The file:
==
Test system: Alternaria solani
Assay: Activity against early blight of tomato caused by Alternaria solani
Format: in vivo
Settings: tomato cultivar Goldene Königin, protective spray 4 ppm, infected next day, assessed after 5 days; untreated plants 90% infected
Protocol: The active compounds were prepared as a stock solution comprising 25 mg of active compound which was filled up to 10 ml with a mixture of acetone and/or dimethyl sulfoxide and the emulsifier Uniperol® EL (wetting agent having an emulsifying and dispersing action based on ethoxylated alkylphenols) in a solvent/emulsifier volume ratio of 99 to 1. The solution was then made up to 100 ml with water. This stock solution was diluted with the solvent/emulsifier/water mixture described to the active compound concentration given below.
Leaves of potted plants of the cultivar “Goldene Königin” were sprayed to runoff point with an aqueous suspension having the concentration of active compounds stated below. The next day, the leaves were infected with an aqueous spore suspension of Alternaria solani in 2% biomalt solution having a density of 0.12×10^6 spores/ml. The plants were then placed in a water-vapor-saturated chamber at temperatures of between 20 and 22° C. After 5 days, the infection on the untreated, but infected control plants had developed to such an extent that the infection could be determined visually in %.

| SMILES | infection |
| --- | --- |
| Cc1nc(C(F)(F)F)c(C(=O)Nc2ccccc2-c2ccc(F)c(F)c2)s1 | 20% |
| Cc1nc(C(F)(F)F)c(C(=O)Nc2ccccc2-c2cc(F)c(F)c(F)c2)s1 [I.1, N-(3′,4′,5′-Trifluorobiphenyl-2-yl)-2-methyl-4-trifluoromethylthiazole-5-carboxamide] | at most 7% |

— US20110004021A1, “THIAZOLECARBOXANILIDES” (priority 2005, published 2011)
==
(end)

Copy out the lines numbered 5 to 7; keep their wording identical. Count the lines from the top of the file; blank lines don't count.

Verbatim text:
Protocol: The active compounds were prepared as a stock solution comprising 25 mg of active compound which was filled up to 10 ml with a mixture of acetone and/or dimethyl sulfoxide and the emulsifier Uniperol® EL (wetting agent having an emulsifying and dispersing action based on ethoxylated alkylphenols) in a solvent/emulsifier volume ratio of 99 to 1. The solution was then made up to 100 ml with water. This stock solution was diluted with the solvent/emulsifier/water mixture described to the active compound concentration given below.
Leaves of potted plants of the cultivar “Goldene Königin” were sprayed to runoff point with an aqueous suspension having the concentration of active compounds stated below. The next day, the leaves were infected with an aqueous spore suspension of Alternaria solani in 2% biomalt solution having a density of 0.12×10^6 spores/ml. The plants were then placed in a water-vapor-saturated chamber at temperatures of between 20 and 22° C. After 5 days, the infection on the untreated, but infected control plants had developed to such an extent that the infection could be determined visually in %.

| SMILES | infection |